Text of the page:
‘Perseus with the head of Medusa’ by Benvenuto Cellini. 1545 - 1554 – Florence.

 ‘Perseus with the head of Medusa’ by Benvenuto Cellini. 1545 - 1554 – Florence. Wikimedia Commons

The familiar character of Hercules is comparable on some levels to the modern vigilante super hero Batman. In both myths, the hero comes from tragic beginnings: Hercules was driven to kill his wife and children in a fit of madness caused by Greek deity Hera. Guilt-ridden, he undertook twelve labors to redeem himself, and acted heroically in the process. In a similar vein, Batman witnessed the murder of his parents as a child, and blamed himself for the tragedy. He vowed to wipe out criminality in the city of Gotham, seeking redemption in the process.

In a comparison of ancient and modern “reluctant heroes”, both comic character Spider-Man and influential Greek champion Odysseus can be examined. Odysseus had no wish to join the Trojan War, leaving his young son behind. He found eventually that he had to go, not due to a need to act as a hero, but because he was pressed to fulfill a greater good. Similarly, Spider-Man did not wish to defeat evil or stop crime until his uncle was murdered. This need to right wrongs spurred both characters to action, and heroic deeds. Their personal desires were left behind and they became “super”.

Some so-called modern super heroes are linked directly with ancient mythology.

Certainly the image of ancient Nordic deity Thor is found today in movies and in popular culture as belonging to a league of modern super heroes.

In addition, Wonder Woman (whose secret identity is Diana) dealt with war, injustice, conflict and death involving the Olympian gods. She was possessed of the strength of Demeter, and the wisdom of Athena. She was given a lasso forged by Hephaestus to discern truth, and the sandals of Hermes to move with immense speed.

Thor’s and Wonder Woman’s magical, super-human qualities, relationships to the gods, and mighty weapons are not out of step with our contemporary understanding of mythical heroism.

Truly, the ancient legends and myths never died. They remain embedded in the fabric of our cultures, and whether we refer to them as Superman or Heru, the super-human qualities they possess are still traits we aspire to attain.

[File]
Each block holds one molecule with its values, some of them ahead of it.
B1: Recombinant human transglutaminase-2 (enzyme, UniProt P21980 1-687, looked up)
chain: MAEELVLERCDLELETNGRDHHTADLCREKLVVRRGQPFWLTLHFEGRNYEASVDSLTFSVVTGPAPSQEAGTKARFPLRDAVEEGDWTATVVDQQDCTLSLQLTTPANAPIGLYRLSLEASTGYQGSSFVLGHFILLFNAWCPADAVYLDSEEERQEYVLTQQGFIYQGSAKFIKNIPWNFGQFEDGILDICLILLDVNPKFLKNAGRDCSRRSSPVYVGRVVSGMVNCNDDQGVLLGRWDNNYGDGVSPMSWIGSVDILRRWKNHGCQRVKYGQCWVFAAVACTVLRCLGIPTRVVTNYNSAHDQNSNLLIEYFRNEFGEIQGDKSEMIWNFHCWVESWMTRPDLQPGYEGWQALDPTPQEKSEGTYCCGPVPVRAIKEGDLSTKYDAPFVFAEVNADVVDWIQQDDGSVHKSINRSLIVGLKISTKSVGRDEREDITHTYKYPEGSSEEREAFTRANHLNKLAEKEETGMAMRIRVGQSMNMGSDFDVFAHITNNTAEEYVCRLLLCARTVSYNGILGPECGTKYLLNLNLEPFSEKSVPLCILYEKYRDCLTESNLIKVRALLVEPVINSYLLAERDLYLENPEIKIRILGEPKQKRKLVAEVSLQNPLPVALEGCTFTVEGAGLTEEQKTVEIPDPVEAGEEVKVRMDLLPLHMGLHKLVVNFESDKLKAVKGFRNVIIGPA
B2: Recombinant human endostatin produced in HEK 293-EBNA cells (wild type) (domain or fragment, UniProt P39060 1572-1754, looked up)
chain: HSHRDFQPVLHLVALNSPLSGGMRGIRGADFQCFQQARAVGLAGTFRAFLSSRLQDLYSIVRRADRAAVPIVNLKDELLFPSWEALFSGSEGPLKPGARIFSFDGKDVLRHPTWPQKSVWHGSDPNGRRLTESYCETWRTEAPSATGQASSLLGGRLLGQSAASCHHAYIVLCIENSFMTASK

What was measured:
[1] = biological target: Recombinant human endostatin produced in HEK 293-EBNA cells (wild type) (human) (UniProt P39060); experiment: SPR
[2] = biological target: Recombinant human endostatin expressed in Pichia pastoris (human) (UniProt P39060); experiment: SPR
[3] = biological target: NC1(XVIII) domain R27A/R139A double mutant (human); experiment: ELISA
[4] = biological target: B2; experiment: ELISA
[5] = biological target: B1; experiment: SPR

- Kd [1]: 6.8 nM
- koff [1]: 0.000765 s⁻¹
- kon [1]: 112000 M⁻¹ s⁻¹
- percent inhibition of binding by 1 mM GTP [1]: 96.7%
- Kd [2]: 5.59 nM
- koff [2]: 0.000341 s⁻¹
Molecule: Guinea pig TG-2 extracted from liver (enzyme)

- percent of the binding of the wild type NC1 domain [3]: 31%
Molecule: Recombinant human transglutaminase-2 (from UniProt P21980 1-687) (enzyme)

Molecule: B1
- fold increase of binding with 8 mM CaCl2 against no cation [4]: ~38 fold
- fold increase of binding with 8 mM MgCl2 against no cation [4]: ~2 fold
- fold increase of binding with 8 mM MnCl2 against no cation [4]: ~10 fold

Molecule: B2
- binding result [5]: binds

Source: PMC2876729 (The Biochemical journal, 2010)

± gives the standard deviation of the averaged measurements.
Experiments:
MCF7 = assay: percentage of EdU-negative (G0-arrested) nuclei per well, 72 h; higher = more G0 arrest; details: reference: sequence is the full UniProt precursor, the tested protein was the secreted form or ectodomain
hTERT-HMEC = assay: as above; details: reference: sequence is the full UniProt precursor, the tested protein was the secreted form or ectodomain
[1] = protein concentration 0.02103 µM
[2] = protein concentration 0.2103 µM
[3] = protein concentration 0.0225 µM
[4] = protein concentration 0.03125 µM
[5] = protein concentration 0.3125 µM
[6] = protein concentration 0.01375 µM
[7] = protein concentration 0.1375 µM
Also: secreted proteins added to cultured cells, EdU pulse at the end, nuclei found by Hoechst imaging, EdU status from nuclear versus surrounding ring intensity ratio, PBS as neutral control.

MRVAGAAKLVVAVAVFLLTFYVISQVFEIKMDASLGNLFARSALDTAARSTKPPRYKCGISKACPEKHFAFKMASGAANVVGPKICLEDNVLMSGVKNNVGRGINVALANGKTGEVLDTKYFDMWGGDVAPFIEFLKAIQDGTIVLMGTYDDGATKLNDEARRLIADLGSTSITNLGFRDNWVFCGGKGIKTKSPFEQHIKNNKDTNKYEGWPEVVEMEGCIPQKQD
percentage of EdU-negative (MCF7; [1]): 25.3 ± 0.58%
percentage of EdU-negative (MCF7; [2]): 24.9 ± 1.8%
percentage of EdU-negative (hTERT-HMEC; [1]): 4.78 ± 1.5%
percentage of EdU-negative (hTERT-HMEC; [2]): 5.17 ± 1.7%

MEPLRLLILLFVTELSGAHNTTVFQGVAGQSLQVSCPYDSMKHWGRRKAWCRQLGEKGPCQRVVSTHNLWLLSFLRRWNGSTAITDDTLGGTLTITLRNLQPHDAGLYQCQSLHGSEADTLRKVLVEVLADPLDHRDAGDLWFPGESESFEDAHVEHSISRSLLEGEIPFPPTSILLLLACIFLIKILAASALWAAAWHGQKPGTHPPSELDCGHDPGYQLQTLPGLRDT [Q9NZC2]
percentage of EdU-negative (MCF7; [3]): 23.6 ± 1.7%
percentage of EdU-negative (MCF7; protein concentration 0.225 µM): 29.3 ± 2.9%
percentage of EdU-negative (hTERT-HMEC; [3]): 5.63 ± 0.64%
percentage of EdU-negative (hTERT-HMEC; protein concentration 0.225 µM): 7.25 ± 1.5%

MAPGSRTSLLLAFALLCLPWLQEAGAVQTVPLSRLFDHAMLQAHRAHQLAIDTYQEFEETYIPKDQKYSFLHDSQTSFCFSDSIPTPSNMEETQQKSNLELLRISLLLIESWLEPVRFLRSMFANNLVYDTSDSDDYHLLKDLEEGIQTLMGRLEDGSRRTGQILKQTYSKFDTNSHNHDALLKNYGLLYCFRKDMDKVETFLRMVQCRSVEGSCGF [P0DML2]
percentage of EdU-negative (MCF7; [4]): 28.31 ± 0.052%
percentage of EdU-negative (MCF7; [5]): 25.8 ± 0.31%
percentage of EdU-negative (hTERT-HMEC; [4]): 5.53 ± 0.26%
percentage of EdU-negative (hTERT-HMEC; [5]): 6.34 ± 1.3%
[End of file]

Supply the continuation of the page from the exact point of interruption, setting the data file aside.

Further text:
Featured image: Superman, Wikipedia/ Fair Use . Horus, an ancient Egyptian falcon headed-deity, Wikimedia Commons. Deriv.

References

Hill, J., 2010. Heru-ur; Horus the Elder. [Online]
Available at: http://www.ancientegyptonline.co.uk/heruur.html

Jackson, J. D., 2011. The African origin of heroes, super and otherwise. [Online]
Available at: http://sfbayview.com/2011/07/the-african-origin-of-heroes-super-and-otherwise/

Moore, A., 2014. 6 Ways The ‘Black Superhero’ Influenced Hollywood and The World. [Online]
Available here.

Loring Knowles, C. Heru- Heros- Hera- Heracles. [Online]. Available at: http://secretsun.blogspot.com/2007/12/heru-heros-hera-heracles.html

Dorta, S. Greek Mythology and Modern American Comic Books: How the Heroes of the Ancients Influenced the Superheroes of Today . [Online]. Available at: http://qc-writers.com/2014/10/27/783/

Remanes, C. Ancient and Modern Super Heroes. [Online]. Available at: https://www.academia.edu/7545614/Ancient_and_Modern_Super_Heroes

By Ḏḥwty

Comments

I’m sure if you compared just about any two mythical figures you would find many similarities. Joseph Campbell goes into great length on this subject. Most mythology uses common themes and stories. Its quite fascinating to study these similarities as they are tied to the human psche. I highly reccomend The Hero with a Thousand Faces by Joseph Campbell for a detailed look at the commonalities found in mythologies from around the world.

The long awaited and widely anticipated Messiah, whether he is to come or to come again, is a very ancient and ubiquitous archetypal figure. He is, no doubt, the framework upon which many of these man/god personations are built. Consequently they all resemble each other to some degree (some much more than others), in their common attempts to fulfill the same set of messianic prophecies. Usually this manifests itself in an effort to denigrate Jesus as a "copy-cat" of Horus, or Dionysus, or Apollo (Heracles or Perseus) or take-your-pick; but the messianic concept is an ancient one and it is the true target of this widespread imitation. It is kind of refreshing to see this argument diluted so much (and really exposing the absurdity of it) by extending it to modern comic book characters in the present article.